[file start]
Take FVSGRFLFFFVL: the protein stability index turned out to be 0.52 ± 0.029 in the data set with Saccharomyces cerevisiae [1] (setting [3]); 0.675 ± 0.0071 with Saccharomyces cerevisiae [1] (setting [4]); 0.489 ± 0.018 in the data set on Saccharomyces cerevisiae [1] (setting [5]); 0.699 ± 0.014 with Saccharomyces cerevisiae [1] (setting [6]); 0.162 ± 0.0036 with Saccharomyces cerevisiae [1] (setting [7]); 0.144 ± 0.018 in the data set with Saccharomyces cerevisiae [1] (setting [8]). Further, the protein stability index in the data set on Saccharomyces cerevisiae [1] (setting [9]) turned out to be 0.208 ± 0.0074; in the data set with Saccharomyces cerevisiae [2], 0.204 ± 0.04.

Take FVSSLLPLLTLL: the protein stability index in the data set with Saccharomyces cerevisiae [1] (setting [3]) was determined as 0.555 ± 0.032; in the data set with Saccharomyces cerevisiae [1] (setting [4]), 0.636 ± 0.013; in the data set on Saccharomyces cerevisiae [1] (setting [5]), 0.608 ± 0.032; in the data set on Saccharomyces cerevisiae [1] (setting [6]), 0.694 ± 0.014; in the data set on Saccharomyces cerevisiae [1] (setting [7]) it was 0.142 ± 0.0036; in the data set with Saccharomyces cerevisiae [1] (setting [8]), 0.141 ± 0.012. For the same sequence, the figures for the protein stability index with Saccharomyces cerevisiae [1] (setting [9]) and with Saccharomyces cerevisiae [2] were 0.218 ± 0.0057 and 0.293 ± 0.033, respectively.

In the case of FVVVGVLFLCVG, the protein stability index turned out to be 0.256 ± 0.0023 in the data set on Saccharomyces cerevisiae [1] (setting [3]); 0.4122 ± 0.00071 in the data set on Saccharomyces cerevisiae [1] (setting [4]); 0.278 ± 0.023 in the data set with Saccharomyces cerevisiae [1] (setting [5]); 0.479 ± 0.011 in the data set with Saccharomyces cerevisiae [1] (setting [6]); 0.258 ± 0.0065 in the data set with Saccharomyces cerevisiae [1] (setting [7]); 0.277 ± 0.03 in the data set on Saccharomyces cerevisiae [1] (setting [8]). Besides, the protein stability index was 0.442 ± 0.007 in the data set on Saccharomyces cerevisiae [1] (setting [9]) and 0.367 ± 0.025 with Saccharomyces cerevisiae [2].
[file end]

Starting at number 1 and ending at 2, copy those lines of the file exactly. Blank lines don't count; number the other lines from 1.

Take FVSGRFLFFFVL: the protein stability index turned out to be 0.52 ± 0.029 in the data set with Saccharomyces cerevisiae [1] (setting [3]); 0.675 ± 0.0071 with Saccharomyces cerevisiae [1] (setting [4]); 0.489 ± 0.018 in the data set on Saccharomyces cerevisiae [1] (setting [5]); 0.699 ± 0.014 with Saccharomyces cerevisiae [1] (setting [6]); 0.162 ± 0.0036 with Saccharomyces cerevisiae [1] (setting [7]); 0.144 ± 0.018 in the data set with Saccharomyces cerevisiae [1] (setting [8]). Further, the protein stability index in the data set on Saccharomyces cerevisiae [1] (setting [9]) turned out to be 0.208 ± 0.0074; in the data set with Saccharomyces cerevisiae [2], 0.204 ± 0.04.

Take FVSSLLPLLTLL: the protein stability index in the data set with Saccharomyces cerevisiae [1] (setting [3]) was determined as 0.555 ± 0.032; in the data set with Saccharomyces cerevisiae [1] (setting [4]), 0.636 ± 0.013; in the data set on Saccharomyces cerevisiae [1] (setting [5]), 0.608 ± 0.032; in the data set on Saccharomyces cerevisiae [1] (setting [6]), 0.694 ± 0.014; in the data set on Saccharomyces cerevisiae [1] (setting [7]) it was 0.142 ± 0.0036; in the data set with Saccharomyces cerevisiae [1] (setting [8]), 0.141 ± 0.012. For the same sequence, the figures for the protein stability index with Saccharomyces cerevisiae [1] (setting [9]) and with Saccharomyces cerevisiae [2] were 0.218 ± 0.0057 and 0.293 ± 0.033, respectively.